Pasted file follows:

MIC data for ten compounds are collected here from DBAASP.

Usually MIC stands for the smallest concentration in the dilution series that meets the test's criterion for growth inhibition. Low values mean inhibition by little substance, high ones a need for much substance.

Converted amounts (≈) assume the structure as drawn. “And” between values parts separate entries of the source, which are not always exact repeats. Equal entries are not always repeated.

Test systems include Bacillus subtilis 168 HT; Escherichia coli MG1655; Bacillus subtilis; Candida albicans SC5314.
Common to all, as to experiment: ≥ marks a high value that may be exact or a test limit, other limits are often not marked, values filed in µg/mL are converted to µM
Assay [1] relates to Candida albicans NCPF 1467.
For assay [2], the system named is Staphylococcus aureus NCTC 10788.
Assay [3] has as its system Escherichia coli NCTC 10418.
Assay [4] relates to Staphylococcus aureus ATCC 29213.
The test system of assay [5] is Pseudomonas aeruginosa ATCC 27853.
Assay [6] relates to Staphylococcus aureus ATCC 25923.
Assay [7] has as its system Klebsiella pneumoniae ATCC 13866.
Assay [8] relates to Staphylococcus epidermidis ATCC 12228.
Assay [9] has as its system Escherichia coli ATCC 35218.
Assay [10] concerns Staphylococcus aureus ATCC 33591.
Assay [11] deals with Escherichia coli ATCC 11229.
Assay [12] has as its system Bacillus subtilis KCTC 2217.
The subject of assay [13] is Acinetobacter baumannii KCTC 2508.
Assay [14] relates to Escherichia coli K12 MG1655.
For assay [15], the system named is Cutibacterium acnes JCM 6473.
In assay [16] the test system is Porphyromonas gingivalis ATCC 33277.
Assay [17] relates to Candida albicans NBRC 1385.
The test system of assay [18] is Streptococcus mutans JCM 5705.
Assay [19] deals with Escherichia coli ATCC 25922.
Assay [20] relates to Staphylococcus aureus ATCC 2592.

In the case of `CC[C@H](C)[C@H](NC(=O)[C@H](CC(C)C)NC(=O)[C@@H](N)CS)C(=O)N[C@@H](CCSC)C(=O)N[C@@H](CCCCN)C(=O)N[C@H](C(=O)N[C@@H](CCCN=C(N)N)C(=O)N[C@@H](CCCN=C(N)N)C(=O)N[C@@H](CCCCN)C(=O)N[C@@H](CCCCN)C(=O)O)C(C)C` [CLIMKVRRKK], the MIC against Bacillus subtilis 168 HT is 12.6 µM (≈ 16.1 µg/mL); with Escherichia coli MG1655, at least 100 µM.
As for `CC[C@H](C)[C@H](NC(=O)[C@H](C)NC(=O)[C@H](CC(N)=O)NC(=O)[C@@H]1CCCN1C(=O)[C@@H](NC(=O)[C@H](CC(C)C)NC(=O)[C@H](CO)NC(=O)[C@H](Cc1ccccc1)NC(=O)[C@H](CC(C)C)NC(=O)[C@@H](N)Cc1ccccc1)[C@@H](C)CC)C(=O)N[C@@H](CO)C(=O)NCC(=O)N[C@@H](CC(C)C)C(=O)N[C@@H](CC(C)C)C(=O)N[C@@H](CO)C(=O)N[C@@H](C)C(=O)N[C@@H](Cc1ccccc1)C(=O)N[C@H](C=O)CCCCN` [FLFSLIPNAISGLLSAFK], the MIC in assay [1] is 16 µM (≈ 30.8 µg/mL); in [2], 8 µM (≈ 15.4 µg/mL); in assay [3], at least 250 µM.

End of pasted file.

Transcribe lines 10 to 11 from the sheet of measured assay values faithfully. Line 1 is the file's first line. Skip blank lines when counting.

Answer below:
The test system of assay [5] is Pseudomonas aeruginosa ATCC 27853.
Assay [6] relates to Staphylococcus aureus ATCC 25923.